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November 2015Vol. 16, No. 8Supporting Families Who Adopt From Foster Care

Research shows that families who adopt children from foster care are able to meet the needs of these children more confidently when they are provided with consistent and appropriate postadoption supports. In addition, foster, adoptive, and kinship families who feel supported by their agency can serve as resources in the recruitment of prospective parents and provide prospective families with a support network.

A new publication from the National Resource Center for Diligent Recruitment at AdoptUSKids, Support Matters: Lessons From the Field on Services for Adoptive, Foster, and Kinship Care Families, provides information and guidance to State and Tribal child welfare managers and administrators and staff of family support organizations about the effective use of support services, including:

  • How promising support services can help with both recruitment and support of adoptive, foster, and kinship care families
  • Evidence-based or evidence-informed therapeutic services and techniques that have been used in conjunction with support services to help create healthier families
  • Data supporting the value of support services for children, families, and administrators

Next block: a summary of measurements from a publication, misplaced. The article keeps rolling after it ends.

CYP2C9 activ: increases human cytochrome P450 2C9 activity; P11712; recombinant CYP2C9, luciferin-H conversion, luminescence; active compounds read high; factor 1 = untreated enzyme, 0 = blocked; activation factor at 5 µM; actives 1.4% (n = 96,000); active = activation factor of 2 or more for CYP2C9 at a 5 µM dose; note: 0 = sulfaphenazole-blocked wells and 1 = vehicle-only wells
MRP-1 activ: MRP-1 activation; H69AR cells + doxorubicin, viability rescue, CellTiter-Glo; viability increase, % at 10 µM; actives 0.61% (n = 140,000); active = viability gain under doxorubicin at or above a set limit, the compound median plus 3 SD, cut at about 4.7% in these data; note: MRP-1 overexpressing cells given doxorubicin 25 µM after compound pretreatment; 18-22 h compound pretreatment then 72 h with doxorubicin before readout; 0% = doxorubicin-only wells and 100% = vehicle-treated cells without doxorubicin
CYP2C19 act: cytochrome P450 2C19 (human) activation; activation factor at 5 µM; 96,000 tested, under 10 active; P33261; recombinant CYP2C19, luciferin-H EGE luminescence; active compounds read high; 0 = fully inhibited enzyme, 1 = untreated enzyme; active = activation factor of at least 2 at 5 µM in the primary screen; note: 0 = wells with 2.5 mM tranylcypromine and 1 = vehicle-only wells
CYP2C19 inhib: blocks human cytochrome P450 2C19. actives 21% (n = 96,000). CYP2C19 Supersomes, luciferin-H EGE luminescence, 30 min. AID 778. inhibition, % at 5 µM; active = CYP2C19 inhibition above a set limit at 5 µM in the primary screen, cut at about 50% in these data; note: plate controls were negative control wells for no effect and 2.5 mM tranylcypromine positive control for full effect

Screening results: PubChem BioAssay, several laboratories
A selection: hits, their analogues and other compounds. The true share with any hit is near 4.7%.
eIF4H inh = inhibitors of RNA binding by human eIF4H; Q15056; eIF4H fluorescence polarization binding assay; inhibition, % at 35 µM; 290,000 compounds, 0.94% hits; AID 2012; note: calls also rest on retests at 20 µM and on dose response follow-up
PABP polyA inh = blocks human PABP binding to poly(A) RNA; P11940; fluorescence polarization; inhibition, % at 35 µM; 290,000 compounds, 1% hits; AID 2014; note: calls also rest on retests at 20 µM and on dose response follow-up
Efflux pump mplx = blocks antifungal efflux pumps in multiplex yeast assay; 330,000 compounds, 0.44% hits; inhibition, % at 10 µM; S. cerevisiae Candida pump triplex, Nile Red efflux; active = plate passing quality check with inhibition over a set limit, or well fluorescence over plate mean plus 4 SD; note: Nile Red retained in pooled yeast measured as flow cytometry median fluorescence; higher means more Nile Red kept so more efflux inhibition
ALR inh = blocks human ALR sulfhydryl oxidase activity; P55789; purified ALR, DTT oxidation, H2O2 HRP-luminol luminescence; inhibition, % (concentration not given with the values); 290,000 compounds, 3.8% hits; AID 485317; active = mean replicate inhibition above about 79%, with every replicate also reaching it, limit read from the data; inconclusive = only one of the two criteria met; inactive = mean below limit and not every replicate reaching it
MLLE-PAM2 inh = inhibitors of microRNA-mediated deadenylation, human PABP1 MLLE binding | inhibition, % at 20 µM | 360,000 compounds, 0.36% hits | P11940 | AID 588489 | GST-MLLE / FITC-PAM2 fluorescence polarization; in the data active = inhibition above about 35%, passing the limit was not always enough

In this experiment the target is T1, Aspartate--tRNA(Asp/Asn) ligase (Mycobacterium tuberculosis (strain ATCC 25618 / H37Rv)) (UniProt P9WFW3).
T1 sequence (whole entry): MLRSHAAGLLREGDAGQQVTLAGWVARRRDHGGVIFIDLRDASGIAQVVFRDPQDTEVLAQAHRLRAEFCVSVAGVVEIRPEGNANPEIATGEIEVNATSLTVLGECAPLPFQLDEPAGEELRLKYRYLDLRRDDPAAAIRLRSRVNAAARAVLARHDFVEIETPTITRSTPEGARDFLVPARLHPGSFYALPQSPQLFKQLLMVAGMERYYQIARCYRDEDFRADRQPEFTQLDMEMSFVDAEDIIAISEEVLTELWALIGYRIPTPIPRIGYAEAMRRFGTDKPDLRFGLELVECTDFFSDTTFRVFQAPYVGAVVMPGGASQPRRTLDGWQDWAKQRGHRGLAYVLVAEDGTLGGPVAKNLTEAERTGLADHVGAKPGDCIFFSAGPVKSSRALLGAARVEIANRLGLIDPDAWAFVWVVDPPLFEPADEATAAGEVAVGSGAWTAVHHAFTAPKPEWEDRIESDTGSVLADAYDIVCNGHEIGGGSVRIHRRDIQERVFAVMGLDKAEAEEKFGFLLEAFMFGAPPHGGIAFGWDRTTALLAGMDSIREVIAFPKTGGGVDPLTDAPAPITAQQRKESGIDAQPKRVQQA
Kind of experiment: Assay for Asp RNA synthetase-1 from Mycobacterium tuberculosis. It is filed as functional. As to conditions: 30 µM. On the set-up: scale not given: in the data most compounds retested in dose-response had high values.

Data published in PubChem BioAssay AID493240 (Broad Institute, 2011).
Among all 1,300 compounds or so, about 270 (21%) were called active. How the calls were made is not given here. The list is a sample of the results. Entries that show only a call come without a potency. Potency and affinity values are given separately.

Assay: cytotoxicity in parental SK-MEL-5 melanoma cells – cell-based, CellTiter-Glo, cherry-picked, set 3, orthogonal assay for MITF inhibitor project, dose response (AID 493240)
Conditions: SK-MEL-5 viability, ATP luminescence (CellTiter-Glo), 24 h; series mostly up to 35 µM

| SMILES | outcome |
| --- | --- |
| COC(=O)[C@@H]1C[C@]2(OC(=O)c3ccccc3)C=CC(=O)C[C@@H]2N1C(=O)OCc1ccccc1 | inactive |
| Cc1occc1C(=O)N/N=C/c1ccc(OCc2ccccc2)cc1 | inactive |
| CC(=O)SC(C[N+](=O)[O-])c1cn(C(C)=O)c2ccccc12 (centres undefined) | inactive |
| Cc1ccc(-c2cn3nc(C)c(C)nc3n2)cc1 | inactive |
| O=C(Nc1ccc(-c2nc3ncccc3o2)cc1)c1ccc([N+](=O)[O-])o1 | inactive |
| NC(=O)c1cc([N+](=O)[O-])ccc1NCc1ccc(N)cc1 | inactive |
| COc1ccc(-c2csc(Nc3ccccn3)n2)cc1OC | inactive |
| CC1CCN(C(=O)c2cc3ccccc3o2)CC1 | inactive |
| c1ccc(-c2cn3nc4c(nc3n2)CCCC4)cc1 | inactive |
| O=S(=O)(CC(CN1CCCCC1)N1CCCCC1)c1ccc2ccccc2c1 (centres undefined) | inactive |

• Tools and guidance for assessing the needs of adoptive, foster, and kinship care families
  • Implementing support services, including public-private partnerships and funding

The guide reminds practitioners that children and youth in foster care or kinship care and those who have been adopted from care face many challenges, and supportive services both help children overcome their challenges and assist their families in coping with the challenges their children face. It also explores the benefits of needs assessments and offers a tool for conducting an assessment.

Other topics addressed by the guide include identifying programs and services that have been shown to improve outcomes for children, as well as youth care and program models for building a child welfare system's capacity to provide support to foster, adoptive, and kinship families. The guide also presents a possible implementation strategy that features partnerships with family support organizations or other local nonprofit partners. Advice from the field on successful implementation of a new family support service or program is included.

Support Matters: Lessons From the Field on Services for Adoptive, Foster, and Kinship Care Families is available at